The son of one of Melbourne’s most notorious crime figures has been found guilty along with another man of the drive-by shooting murder of a nightclub patron and security guard.
Jacob Elliott, 21, the son of self-described ‘Mad Lebo’ Nabil Maghnie, fired four shots towards Love Machine nightclub from a car driven by Allan Fares,24, on April 14, 2019.
The pair argued they didn’t do so with murderous intent, but a jury found both men guilty of that charge on Thursday afternoon.
Security guard Aaron Osmani, 37, and club patron Richard Arow,28, were both fatally hit in the head by the shots outside the venue in Little Chapel Street in inner-city Prahran.
Jacob Elliott (pictured), the son of self-described ‘Mad Lebo’ Nabil Maghnie, has been found guilty of murder
Another security guard, Semisi Tu’itufu, was struck in the shoulder. A single bullet went through club-goer Ukash Ahmed and into Ali Shohani as they lined up.
Elliott and Fares had fired the shots after Elliott’s younger half-brother Ali Maghnie was booted out the club for poor behaviour.
CCTV footage shows Mr Maghnie being taken across the street and going to the ground, before getting back up again and shouting that security was ‘all f***ed, just wait, I’m coming back’.
After the incident, Mr Maghnie spoke to his father Nabil Maghnie, complaining ‘these guards kicked the f*** out of me’ before he contacted his brother.
Elliott’s barrister Julie Condon QC argued her client was acting under the instructions of his father who demanded he avenge his sibling.
Richard Arow (pictured was a patron at the Love Machine club) when he was shot and killed
Aaron Osmani (pictured) was working as a security guard at the Love Machine club when he was shot and killed
Speaking from the witness box, Elliott said his ‘violent and intimidating’ father had ordered him to fire ‘warning shots’ in retaliation for the incident.
‘He said “get two hotties (stolen cars) ready, I want you to let off some warning shots at the front of the club”.’ Elliott told the court, the Herald Sun reports.
‘I asked him if he can get someone else to do it (and) that I don’t feel comfortable doing it.
‘He said something like shut the f–k up and get ready.’
Elliott said his father, who died in a gangland shooting in January 2020, was a man who did not accept ‘no’ as an answer.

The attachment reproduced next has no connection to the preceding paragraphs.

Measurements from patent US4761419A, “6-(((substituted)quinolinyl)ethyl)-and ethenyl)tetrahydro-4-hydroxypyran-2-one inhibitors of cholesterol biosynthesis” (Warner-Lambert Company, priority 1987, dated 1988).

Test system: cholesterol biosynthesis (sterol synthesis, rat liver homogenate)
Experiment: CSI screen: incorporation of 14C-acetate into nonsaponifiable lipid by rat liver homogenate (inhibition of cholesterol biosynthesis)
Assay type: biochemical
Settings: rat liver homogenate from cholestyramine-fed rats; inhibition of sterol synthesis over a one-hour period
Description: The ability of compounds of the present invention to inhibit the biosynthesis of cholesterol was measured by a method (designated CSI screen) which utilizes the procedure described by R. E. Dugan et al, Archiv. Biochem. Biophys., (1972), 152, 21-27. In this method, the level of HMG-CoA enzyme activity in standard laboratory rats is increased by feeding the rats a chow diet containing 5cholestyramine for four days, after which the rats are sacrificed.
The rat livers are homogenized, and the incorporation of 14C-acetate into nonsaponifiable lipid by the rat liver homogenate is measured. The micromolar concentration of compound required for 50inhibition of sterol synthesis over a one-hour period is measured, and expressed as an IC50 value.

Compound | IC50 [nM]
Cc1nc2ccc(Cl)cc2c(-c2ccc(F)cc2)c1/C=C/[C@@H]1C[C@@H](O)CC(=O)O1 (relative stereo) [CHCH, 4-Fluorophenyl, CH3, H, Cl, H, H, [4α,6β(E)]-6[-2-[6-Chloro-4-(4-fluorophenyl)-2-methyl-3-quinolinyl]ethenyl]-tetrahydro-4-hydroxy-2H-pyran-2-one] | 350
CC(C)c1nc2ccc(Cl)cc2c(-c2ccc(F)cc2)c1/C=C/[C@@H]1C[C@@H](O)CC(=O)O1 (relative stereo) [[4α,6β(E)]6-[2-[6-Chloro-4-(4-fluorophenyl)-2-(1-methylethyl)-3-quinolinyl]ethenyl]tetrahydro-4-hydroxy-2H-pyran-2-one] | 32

The court heard Elliott then messaged Fares on encrypted app Wickr asking him to help, with the friends meeting up a short time later in Wollert.
They drove in a convey to a spot near the club, where they both jumped into one of the cars – a stolen black 4WD Porsche.
Police at the crime scene in Prahran, Melbourne in April 2019
They then drove past the club four times before carrying out the shooting during the fifth drive-by.
Ms Condon argued her client never intended to kill or seriously injure anyone and asked the jury to find him guilty of manslaughter, which carries a lighter prison sentence.
But prosecutor Patrick Bourke, QC, argued pointing a gun and firing four times into an area where people are standing in close range showed an intention to kill.
After a week of deliberation, the jury rejected Elliott’s claims, finding the two men guilty of two counts of murder – crimes which could see them imprisoned for life.
They will face court again on August 10 for a three-day pre-sentencing hearing.
Jurors, who visited the shooting scene, were shown CCTV footage of a Porsche driving past Love Machine when the shots were fired.
They saw Mr Osmani and Mr Arow, who had been speaking to each other with their backs facing the road, fall to the ground and the crowd scatter as the gun went off.
Elliott is the son of slain underworld boss Nabil Maghnie. Pictured: Nabil Maghnie leaves court on bail in July 2019
Despite the best efforts by paramedics, the two men could not be saved and died at the scene.
A third man, Moussa Hamka, was found guilty of one charge of assisting the men, and not guilty of a second charge.
Jurors found he knowingly concealed the gun used in the shooting, which was found in his bedroom.
But they rejected a prosecution case that he had set fire to a car in an attempt to destroy evidence.
The wrong car was destroyed and an identical model vehicle across the road was instead set on fire.
Elliot’s father, underworld boss Nabil Maghnie, died after being shot outside a home in Epping in January, 2020.